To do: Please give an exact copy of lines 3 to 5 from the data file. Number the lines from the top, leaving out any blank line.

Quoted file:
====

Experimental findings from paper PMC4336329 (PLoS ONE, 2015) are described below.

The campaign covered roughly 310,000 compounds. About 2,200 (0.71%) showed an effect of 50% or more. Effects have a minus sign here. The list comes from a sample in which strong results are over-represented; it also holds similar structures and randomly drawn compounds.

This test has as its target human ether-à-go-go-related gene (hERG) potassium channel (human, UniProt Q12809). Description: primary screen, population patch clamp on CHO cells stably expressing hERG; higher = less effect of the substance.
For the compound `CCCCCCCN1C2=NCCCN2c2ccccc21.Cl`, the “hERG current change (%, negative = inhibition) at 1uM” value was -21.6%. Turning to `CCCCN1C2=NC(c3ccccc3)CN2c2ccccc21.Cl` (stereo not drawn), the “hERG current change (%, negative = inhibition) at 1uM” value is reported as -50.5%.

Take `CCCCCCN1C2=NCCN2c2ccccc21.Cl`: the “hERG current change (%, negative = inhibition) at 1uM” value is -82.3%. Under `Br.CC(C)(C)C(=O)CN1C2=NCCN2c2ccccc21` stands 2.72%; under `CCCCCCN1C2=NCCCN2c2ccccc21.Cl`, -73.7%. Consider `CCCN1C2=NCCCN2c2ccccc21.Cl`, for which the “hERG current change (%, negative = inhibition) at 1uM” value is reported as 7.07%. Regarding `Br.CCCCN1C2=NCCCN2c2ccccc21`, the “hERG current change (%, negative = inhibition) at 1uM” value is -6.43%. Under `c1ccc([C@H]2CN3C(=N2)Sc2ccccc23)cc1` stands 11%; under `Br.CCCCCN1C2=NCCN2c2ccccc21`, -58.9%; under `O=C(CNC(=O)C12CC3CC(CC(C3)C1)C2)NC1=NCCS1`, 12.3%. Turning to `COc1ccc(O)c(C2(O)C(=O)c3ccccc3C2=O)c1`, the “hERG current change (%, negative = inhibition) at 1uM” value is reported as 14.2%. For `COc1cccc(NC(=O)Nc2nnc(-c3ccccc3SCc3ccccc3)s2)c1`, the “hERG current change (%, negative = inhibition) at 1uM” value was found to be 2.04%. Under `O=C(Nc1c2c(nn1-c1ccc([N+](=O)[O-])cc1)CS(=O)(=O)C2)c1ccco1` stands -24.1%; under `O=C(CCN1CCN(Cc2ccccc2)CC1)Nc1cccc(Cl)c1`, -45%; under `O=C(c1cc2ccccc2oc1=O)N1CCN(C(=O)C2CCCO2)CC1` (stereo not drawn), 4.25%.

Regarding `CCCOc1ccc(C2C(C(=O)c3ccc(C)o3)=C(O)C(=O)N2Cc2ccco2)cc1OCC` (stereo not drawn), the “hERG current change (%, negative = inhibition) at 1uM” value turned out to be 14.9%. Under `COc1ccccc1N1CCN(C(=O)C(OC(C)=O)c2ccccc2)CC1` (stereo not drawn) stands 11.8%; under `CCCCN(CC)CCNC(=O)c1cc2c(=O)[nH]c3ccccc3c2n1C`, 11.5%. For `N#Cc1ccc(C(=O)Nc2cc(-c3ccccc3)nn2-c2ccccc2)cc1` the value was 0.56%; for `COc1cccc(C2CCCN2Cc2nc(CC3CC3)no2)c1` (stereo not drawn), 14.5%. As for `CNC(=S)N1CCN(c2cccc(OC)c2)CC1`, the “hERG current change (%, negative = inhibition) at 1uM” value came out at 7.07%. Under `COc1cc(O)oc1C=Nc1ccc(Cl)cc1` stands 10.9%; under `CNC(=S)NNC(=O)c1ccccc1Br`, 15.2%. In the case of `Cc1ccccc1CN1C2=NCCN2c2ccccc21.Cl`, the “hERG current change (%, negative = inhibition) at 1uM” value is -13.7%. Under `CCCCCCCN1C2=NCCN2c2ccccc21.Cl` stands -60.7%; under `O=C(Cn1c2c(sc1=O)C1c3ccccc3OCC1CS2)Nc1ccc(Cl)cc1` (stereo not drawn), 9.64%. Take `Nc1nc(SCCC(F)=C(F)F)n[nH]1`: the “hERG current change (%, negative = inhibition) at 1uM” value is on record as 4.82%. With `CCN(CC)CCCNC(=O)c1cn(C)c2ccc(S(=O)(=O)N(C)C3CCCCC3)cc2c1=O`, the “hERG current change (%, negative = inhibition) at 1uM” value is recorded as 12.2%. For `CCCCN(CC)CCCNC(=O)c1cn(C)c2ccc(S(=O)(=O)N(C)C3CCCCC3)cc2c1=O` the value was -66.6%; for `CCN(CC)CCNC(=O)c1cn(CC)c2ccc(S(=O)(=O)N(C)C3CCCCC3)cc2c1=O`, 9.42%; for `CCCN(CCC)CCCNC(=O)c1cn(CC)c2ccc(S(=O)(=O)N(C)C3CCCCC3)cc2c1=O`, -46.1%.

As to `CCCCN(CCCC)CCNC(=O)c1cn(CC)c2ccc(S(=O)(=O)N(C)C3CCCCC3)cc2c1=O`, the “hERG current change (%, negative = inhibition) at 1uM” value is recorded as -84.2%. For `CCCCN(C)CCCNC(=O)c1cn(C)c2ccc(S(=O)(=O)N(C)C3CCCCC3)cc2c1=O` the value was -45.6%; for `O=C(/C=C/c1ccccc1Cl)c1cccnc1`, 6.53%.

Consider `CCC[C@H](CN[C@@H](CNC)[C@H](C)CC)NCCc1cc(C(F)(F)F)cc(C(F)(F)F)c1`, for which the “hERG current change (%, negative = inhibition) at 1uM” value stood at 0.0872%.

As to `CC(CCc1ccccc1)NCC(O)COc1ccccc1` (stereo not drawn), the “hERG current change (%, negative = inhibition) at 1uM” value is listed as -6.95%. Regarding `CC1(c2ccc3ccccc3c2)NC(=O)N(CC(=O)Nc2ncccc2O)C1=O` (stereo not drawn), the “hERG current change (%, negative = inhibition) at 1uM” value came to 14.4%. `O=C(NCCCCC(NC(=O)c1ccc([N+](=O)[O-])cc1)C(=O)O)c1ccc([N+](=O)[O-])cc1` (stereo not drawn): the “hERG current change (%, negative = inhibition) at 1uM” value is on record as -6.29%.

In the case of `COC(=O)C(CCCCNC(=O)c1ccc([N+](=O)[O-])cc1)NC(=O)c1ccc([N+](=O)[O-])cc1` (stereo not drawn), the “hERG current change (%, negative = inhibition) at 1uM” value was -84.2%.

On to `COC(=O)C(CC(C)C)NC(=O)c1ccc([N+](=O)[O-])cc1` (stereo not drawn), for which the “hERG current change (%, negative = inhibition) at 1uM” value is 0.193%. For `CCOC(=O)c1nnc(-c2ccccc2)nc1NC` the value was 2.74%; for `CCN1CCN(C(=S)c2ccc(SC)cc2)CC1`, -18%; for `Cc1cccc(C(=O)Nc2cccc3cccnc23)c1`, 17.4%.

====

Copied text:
This test has as its target human ether-à-go-go-related gene (hERG) potassium channel (human, UniProt Q12809). Description: primary screen, population patch clamp on CHO cells stably expressing hERG; higher = less effect of the substance.
For the compound `CCCCCCCN1C2=NCCCN2c2ccccc21.Cl`, the “hERG current change (%, negative = inhibition) at 1uM” value was -21.6%. Turning to `CCCCN1C2=NC(c3ccccc3)CN2c2ccccc21.Cl` (stereo not drawn), the “hERG current change (%, negative = inhibition) at 1uM” value is reported as -50.5%.

Take `CCCCCCN1C2=NCCN2c2ccccc21.Cl`: the “hERG current change (%, negative = inhibition) at 1uM” value is -82.3%. Under `Br.CC(C)(C)C(=O)CN1C2=NCCN2c2ccccc21` stands 2.72%; under `CCCCCCN1C2=NCCCN2c2ccccc21.Cl`, -73.7%. Consider `CCCN1C2=NCCCN2c2ccccc21.Cl`, for which the “hERG current change (%, negative = inhibition) at 1uM” value is reported as 7.07%. Regarding `Br.CCCCN1C2=NCCCN2c2ccccc21`, the “hERG current change (%, negative = inhibition) at 1uM” value is -6.43%. Under `c1ccc([C@H]2CN3C(=N2)Sc2ccccc23)cc1` stands 11%; under `Br.CCCCCN1C2=NCCN2c2ccccc21`, -58.9%; under `O=C(CNC(=O)C12CC3CC(CC(C3)C1)C2)NC1=NCCS1`, 12.3%. Turning to `COc1ccc(O)c(C2(O)C(=O)c3ccccc3C2=O)c1`, the “hERG current change (%, negative = inhibition) at 1uM” value is reported as 14.2%. For `COc1cccc(NC(=O)Nc2nnc(-c3ccccc3SCc3ccccc3)s2)c1`, the “hERG current change (%, negative = inhibition) at 1uM” value was found to be 2.04%. Under `O=C(Nc1c2c(nn1-c1ccc([N+](=O)[O-])cc1)CS(=O)(=O)C2)c1ccco1` stands -24.1%; under `O=C(CCN1CCN(Cc2ccccc2)CC1)Nc1cccc(Cl)c1`, -45%; under `O=C(c1cc2ccccc2oc1=O)N1CCN(C(=O)C2CCCO2)CC1` (stereo not drawn), 4.25%.